by Brandi Eide, Deputy CEO and Senior Director for Horticulture and Facilities
As the new year begins, we are excitedly preparing for upcoming projects, and thankful for recent accomplishments. We kicked off the year with a celebration; the Garden was awarded a grant for new signage in the Bamboo Garden from the American Bamboo Society-Southern California Chapter. This award comes on the heels of a grant we received in late 2021 from the Ned Jaquith Foundation to increase visibility and educational programming about bamboo through the project “From Roots to Shoots and Beyond.”
The Garden’s extensive bamboo collection is the largest in any North American public garden. It was nationally accredited in 2013 by the American Public Gardens Association’s Plant Collections Network. This collection can serve as a reference for plant identification and for research including taxonomic studies, evaluation, and breeding. Originating with the founding of the American Bamboo Society at the Garden in 1979, SDBG’s bamboo collection currently consists of around 140 taxa (species and cultivars) from Asia, the Himalayas, Mexico, Central and South America, and Africa. In addition to highlighting bamboo’s ornamental value in gardens, the collection celebrates the plant group’s long history of use by humans and its cultural significance.
We are excited to share that we will be upgrading the Bamboo Garden and both New and Old World Desert Gardens this year to meet the Americans with Disabilities Act (ADA) standards. This path will connect to the Lawn Garden, as we continually increase the contiguous areas with ADA access. Several generous donors, and support from the County make this project possible. Recent improvements throughout the Garden include some obvious projects like the repaving of many main paths, to some less obvious, like ongoing improvements to our propagation nursery, buildings and irrigation systems. Like plant roots, not all are visible, but all are vital in keeping the Garden healthy and growing, while improving the visitor experience.
One interesting, behind-the-scenes story is about Banksia praemorsa, a gorgeous Australian shrub. Most Banksia are native to fire-prone areas, and have developed strategies for regeneration after fires. Propagating this plant from seed takes some coaxing and skill. The seed is protectively stored in thick pods, which only open in extreme heat (in nature, fires), or lengthy periods of extreme drought. To open the follicles and access the seeds, we baked the pods we collected in an oven, and then carefully picked out the seeds and sowed them. It’s always miraculous to watch any plant emerge from seed; however, the variation between seedlings can sometimes be remarkable. Several of these plants are now growing in our landscape, each very unique in appearance. Due to the success of this project, we have started another seed lot in the nursery. The Garden will either use the additional plants in the landscape or share them with other organizations. This is but one example of the incredible work that goes on at the Garden to perpetuate and preserve species for generations to come.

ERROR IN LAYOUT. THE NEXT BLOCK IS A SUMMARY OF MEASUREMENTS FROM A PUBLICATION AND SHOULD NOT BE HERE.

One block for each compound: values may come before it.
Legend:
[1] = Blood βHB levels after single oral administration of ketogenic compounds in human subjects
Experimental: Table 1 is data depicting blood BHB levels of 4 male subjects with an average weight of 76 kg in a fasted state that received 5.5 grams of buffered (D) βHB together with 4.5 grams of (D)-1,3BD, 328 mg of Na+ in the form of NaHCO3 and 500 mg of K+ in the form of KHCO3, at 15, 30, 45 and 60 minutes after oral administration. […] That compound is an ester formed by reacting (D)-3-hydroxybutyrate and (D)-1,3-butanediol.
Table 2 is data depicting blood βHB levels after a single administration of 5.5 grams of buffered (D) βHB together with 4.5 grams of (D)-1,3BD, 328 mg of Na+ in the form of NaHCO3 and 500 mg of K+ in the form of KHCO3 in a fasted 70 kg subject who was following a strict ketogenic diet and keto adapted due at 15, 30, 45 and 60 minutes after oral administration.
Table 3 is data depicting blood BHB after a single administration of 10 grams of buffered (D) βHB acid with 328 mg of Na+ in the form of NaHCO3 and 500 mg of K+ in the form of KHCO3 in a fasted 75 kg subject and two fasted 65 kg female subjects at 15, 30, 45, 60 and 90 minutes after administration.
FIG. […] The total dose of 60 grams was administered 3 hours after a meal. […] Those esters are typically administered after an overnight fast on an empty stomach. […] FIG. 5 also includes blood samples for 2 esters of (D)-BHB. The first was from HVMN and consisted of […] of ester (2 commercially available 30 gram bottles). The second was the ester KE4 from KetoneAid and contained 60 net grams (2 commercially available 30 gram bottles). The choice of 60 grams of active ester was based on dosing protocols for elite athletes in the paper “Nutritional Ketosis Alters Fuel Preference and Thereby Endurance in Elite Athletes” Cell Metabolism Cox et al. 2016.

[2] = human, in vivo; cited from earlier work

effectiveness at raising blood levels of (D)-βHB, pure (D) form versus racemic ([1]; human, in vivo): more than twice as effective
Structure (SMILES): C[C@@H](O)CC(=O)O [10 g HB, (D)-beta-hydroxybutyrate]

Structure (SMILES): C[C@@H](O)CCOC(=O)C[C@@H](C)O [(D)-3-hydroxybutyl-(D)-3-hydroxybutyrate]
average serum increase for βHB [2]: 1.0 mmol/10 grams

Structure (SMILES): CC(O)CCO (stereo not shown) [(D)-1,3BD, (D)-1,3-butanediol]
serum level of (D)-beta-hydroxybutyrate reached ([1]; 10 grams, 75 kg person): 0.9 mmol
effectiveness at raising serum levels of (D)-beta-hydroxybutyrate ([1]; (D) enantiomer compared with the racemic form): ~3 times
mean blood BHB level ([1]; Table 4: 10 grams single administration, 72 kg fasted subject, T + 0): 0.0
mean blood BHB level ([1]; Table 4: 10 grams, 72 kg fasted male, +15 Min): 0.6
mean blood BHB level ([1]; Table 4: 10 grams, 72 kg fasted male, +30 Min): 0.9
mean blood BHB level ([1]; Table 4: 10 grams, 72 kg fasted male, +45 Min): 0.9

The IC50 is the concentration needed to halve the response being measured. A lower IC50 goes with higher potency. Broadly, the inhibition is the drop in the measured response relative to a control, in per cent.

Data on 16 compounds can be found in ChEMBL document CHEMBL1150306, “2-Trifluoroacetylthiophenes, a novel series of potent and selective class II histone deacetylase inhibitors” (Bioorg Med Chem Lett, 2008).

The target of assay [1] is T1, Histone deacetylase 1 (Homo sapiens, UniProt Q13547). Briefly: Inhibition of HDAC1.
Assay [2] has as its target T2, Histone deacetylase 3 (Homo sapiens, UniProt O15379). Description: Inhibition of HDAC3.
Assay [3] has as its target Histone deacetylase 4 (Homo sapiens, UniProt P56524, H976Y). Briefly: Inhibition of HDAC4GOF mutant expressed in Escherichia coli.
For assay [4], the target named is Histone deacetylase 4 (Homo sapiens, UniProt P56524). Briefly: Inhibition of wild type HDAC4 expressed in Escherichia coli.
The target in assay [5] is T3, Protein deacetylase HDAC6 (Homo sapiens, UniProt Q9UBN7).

In all, our horticulture team works hard to care for more than 14,000 individual plants spanning 37 acres, with nearly 5,300 unique taxa, several of which are threatened or endangered. During the past year, we have added over 2,200 new plants throughout the Garden, including more than 45 cycads, which expanded the breadth of this already significant collection. Along with staff, we have a dedicated crew of volunteers who assist in maintaining the Garden. Last year kicked off our “World of” series of plant exhibitions, featuring orchids in the spring and bromeliads in the summer. These month-long displays highlighted the diversity and beauty of both plant groups, in stunning displays within the Dickinson Family Education Conservatory. Watch for upcoming “World of” exhibitions this year.
In 2022, we also look forward to further developing and growing our collections for stellar horticultural displays, world-class science, conservation, and education. As we continue to showcase a dynamic and living public laboratory at the Garden, we invite you to join us in creating, sharing, and applying plant wisdom in our world. Stay tuned for more information about upcoming events and exhibitions!